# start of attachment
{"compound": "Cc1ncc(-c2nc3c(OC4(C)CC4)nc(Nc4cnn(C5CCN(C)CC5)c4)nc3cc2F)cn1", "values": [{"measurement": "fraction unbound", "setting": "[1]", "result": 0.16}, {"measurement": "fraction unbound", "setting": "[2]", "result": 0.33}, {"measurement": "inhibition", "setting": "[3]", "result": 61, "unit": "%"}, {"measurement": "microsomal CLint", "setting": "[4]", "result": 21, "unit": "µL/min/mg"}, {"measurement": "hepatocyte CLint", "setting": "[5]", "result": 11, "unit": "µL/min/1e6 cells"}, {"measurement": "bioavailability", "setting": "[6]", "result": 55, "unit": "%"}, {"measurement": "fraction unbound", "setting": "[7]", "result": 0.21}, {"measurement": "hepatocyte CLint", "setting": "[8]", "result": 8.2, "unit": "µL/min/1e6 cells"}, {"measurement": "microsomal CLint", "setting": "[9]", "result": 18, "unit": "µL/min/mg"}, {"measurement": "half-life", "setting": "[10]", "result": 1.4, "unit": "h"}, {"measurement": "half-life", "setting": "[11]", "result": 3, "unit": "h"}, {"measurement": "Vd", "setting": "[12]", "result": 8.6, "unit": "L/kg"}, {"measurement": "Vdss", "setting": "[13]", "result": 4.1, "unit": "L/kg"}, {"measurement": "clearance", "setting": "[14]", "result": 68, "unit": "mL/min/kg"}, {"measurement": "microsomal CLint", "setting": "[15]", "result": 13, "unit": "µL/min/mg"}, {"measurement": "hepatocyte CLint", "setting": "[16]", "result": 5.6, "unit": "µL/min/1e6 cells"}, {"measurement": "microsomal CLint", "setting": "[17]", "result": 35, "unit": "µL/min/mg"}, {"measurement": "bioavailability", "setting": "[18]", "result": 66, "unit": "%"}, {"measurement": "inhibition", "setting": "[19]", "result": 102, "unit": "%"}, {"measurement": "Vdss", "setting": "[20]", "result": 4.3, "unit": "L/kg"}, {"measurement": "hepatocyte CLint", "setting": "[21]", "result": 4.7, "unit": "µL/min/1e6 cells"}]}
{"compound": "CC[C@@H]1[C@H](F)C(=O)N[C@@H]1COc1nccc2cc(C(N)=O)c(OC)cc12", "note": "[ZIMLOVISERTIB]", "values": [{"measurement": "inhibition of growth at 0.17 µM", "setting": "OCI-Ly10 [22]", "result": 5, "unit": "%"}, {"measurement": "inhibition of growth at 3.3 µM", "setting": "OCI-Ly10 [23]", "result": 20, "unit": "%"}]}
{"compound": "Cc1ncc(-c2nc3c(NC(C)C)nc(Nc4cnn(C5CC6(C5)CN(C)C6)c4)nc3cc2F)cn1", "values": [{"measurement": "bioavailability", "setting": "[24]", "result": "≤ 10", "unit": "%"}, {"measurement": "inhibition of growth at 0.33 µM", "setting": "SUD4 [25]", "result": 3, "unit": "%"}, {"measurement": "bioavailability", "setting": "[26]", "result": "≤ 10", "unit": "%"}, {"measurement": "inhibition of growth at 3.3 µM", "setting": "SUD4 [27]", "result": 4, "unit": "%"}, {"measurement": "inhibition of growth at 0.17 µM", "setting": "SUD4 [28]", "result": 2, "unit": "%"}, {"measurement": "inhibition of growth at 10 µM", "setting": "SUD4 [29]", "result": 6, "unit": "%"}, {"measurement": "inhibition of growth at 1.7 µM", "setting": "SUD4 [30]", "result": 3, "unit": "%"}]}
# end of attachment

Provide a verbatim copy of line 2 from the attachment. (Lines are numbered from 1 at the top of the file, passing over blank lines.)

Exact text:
{"compound": "CC[C@@H]1[C@H](F)C(=O)N[C@@H]1COc1nccc2cc(C(N)=O)c(OC)cc12", "note": "[ZIMLOVISERTIB]", "values": [{"measurement": "inhibition of growth at 0.17 µM", "setting": "OCI-Ly10 [22]", "result": 5, "unit": "%"}, {"measurement": "inhibition of growth at 3.3 µM", "setting": "OCI-Ly10 [23]", "result": 20, "unit": "%"}]}